Credit card usage and other data showed a disappointing shopping season for US retailers after consumer spending rose 3.6 percent over the holiday spending period, the slowest growth rate in four years, media reports said Wednesday.

The figure, calculated from Nov 23 to Dec 24, rose 6.6 percent in 2006 and 8.7 percent in 2005, according to MasterCard's SpendingPulse data.

The report was cited by The New York Times and Washington Post in their online editions.

The US economy has been sluggish all year, and consumer confidence has been eroded by the crisis in the mortgage industry. Tens of thousands of homes have been repossessed by banks after high-risk borrowers could not keep up with interest rates that were jacked up after initial low rates.

The SpendingPulse report cited high fuel and food costs as also working against holiday spending. It was based on credit card purchases made by more than 300 million MasterCard holders and cash and cheque use, the reports said.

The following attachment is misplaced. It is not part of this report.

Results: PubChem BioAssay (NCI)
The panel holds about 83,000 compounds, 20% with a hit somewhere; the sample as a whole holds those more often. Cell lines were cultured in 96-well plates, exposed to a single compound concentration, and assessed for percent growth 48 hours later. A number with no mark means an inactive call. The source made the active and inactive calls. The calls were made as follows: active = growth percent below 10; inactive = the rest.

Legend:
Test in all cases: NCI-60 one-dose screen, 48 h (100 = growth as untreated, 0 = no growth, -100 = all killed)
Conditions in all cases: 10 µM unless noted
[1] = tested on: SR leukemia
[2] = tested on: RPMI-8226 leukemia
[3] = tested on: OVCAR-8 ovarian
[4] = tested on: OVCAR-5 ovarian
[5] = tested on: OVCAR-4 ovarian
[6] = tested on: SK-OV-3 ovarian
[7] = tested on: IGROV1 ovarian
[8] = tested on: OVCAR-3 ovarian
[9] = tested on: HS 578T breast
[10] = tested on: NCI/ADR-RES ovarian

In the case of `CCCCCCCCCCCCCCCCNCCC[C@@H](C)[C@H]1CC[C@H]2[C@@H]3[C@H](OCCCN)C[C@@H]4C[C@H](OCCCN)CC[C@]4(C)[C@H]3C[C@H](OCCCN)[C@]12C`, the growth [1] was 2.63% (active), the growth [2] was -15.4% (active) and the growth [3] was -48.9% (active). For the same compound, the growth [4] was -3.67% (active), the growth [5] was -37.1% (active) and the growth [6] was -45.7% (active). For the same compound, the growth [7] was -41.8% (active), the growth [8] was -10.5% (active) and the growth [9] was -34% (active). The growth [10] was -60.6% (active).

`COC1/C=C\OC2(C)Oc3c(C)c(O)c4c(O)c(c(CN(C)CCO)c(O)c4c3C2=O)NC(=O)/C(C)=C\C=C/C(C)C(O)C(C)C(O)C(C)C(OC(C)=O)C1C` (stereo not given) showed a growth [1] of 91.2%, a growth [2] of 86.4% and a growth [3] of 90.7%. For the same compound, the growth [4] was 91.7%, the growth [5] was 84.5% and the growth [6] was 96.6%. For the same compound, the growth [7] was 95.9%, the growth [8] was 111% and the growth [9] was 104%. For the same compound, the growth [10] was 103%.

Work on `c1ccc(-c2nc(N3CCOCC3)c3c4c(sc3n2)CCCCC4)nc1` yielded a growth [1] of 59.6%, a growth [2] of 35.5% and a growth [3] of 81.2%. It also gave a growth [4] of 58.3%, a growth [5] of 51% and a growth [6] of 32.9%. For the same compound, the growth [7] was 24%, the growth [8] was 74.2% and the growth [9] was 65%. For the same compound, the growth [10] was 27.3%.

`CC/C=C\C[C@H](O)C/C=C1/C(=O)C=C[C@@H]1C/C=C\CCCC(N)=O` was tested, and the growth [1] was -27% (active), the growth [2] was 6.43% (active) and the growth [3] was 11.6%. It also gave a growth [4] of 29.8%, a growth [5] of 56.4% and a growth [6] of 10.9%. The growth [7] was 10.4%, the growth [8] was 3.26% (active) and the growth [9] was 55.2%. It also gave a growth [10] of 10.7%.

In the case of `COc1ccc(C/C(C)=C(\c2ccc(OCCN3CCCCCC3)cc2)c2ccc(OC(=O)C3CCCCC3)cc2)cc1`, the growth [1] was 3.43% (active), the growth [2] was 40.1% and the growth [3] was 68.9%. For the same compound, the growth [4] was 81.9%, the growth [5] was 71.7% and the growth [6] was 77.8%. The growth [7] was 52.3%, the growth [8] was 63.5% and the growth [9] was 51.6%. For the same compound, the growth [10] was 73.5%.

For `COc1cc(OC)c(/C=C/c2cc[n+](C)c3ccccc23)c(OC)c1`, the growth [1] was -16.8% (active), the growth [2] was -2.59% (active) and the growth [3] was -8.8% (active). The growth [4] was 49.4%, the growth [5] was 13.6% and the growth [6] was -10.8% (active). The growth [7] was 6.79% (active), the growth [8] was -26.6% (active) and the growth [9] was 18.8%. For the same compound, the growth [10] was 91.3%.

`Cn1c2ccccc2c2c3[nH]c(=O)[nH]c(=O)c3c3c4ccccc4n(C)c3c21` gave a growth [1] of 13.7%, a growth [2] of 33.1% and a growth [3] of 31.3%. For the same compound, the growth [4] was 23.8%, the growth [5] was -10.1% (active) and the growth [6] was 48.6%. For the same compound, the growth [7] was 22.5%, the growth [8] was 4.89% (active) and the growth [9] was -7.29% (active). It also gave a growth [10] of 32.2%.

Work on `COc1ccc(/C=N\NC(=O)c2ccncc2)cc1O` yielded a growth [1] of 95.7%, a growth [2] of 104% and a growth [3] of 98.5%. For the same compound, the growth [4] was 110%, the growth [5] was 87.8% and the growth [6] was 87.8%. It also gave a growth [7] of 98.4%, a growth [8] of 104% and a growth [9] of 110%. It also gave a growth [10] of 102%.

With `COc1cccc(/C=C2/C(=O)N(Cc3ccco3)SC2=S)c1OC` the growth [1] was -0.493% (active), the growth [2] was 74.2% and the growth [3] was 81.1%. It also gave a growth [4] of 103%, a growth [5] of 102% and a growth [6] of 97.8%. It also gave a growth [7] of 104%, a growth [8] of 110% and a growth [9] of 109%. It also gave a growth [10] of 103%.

About 20 percent of annual revenues for the US retail industry depend on Christmas holiday shopping.

Ah. I'm sure Bernanke is right on this, and Bush is doing a heckovajob:

The White House is exploring a rescue plan, possibly including a tax cut, to aid the ailing economy. Federal Reserve Chairman Ben Bernanke, criticized for not doing enough, pledged on Thursday to keep lowering interest rates. They are expected to drop by as much as one-half of a percentage point when central bank policymakers meet later this month.

The public is giving President Bush low marks for his economic stewardship. His approval rating on the economy dipped slightly to 33 percent in January, from 36 percent in December, according to a separate Associated Press-Ipsos poll. His overall job-approval rating was 34 percent, compared with 36 percent last month.